Have you experienced betrayal? Has someone close to you abandoned you or even turned against you? Have you forgiven them? Have you talked to God about why He let you experience that pain?


Who are your enemies? Who stands against you and your faith? Who is planning a party at your destruction? Who hates you? How are you praying for your enemies and how are you praying to God about the pain they cause?

I remember being at a game shop in Tennessee and a man was talking about how he read that a church building collapsed on the congregation on Easter and how happy he was about that. I asked him why and he said they deserved it for following such foolishness. He later told me that he grew up in the church but now followed Satan instead. For decades it was taboo to openly speak against God and his church but that time has long passed. We must be prepared to face enemies in our work, in our neighborhoods, and in our families. And we start that preparation through prayer by speaking to God. But we must confront our enemies. Jesus regularly spoke to the Pharisees and called them to repentance. Jesus did not ignore his enemies but spoke God’s commands and promises also to them. But instead of accepting them as the poor did, they rejected him. At times, we will face the same rejection. 

Jesus commands us to love our enemies and pray for those who persecute us (Matt. 5:44). We are to love our enemies as God loved us when we were His enemies. Paul writes, “For if while we were enemies we were reconciled to God by the death of his Son, much more, now that we are reconciled, shall we be saved by his life” (Rom 5:10). 

And yet, as we see in Psalm 41, we are to speak about the pain and suffering that our enemies and sickness cause us. 

There was a night 7 years ago when I could not sleep. My heart and soul were in so much pain for my newborn son, Moses. He had been in the hospital for days with no answer on what was going on or when or if he would be brought home for us. As I lay in bed, sleepless, I began to pray all the feelings and fears I felt from this pain. Yes, I prayed for healing and prayed back God’s promises, but my heart needed to share to God all my anxieties and trust that he cared for me and my son (1 Pet. 5:7).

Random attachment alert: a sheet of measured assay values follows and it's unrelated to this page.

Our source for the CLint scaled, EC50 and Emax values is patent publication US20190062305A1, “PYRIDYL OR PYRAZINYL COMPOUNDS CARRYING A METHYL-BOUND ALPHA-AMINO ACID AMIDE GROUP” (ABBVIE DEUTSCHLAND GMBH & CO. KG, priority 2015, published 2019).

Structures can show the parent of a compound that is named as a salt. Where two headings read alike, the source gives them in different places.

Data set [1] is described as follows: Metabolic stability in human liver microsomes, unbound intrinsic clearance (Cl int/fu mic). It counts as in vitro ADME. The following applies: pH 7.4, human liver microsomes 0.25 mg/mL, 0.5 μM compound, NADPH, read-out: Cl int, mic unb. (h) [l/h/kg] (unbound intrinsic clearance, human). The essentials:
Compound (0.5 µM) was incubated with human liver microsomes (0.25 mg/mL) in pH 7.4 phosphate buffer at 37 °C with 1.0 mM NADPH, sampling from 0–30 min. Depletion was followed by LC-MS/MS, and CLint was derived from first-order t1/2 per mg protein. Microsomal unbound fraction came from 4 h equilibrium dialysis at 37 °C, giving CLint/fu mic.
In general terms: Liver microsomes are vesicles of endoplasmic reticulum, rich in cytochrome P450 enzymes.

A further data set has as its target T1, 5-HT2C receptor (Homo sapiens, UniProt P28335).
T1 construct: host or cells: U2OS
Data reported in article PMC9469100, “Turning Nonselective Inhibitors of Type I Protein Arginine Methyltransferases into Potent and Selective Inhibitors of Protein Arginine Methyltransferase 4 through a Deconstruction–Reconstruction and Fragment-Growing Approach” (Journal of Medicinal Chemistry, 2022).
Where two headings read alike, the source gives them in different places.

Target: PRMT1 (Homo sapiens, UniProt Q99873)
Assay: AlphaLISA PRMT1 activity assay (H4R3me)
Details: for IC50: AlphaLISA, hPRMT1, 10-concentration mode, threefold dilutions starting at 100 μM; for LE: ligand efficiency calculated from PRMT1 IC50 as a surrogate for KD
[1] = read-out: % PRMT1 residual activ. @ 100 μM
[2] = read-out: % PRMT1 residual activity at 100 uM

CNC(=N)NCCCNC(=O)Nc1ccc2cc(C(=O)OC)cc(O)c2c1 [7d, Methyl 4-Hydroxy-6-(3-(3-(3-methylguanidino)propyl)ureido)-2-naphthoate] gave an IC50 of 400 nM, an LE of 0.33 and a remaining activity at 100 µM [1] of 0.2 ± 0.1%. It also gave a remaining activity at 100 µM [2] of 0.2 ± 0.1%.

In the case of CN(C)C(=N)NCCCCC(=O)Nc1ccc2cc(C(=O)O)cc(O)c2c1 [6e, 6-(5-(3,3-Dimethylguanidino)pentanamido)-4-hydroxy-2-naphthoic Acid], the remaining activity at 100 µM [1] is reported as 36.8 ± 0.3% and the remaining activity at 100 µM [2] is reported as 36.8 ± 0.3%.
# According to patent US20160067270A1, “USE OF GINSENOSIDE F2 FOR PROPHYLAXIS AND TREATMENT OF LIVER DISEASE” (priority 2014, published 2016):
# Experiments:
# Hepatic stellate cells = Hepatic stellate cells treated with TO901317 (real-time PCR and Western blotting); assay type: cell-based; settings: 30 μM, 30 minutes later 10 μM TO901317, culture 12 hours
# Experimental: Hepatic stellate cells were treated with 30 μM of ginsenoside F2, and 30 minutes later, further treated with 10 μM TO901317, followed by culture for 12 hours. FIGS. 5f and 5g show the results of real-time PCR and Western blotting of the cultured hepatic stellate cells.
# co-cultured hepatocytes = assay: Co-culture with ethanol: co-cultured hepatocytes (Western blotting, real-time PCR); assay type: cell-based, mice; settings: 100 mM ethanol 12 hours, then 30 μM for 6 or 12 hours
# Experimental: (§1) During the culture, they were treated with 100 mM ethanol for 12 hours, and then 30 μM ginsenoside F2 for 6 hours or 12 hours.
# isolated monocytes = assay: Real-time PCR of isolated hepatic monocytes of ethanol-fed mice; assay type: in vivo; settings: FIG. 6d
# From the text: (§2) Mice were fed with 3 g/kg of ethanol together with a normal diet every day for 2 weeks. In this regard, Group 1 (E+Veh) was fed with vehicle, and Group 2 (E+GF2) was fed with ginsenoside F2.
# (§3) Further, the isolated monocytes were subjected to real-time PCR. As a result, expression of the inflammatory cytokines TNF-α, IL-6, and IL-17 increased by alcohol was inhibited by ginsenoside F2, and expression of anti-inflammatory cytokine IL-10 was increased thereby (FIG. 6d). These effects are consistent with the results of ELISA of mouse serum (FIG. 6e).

When you are slandered and persecuted by your enemies, you should pray for them but do not hold in and ignore the pain and anxieties they cause within you. Cast them unto God. When you are sick in bed, feeling helpless, do not ignore your pain but cast it unto God and make plain to him how you feel. We do these things in peace which takes us to our final point.

Speak to God In Peace

In Psalm 41:11-12 we can see David have confidence and peace in his standing in the Lord. He says “By this, I know that you delight in me: my enemy will not shout in triumph over me. 12  But you have upheld me because of my integrity, and set me in your presence forever.” 

Why can David speak with such certainty? Is he not still sick in bed? Are his enemies not plotting and speaking against him? Yes, but that is not where David gets his confidence and peace. He gets it from keeping his perspective on the Lord. He has assurance that the Lord delights in him. Even though David sinned and is suffering, David knows that the Lord's attitude towards him is one of love and delight! How does David know this? Because David’s enemies will not triumph over him. Once again we see a promise, something that has not happened yet but that David knows will be true. But what about this promise? Why does David continue to have such confidence in these promises? V. 12 gives the answer why.

God has upheld David because of David’s integrity, his character, his righteousness, and he will be with God forever. Because David knows he will be with God forever and that he is blameless before God, how could his enemies ever overcome him. How could even sickness rob David before his time when God is on his side.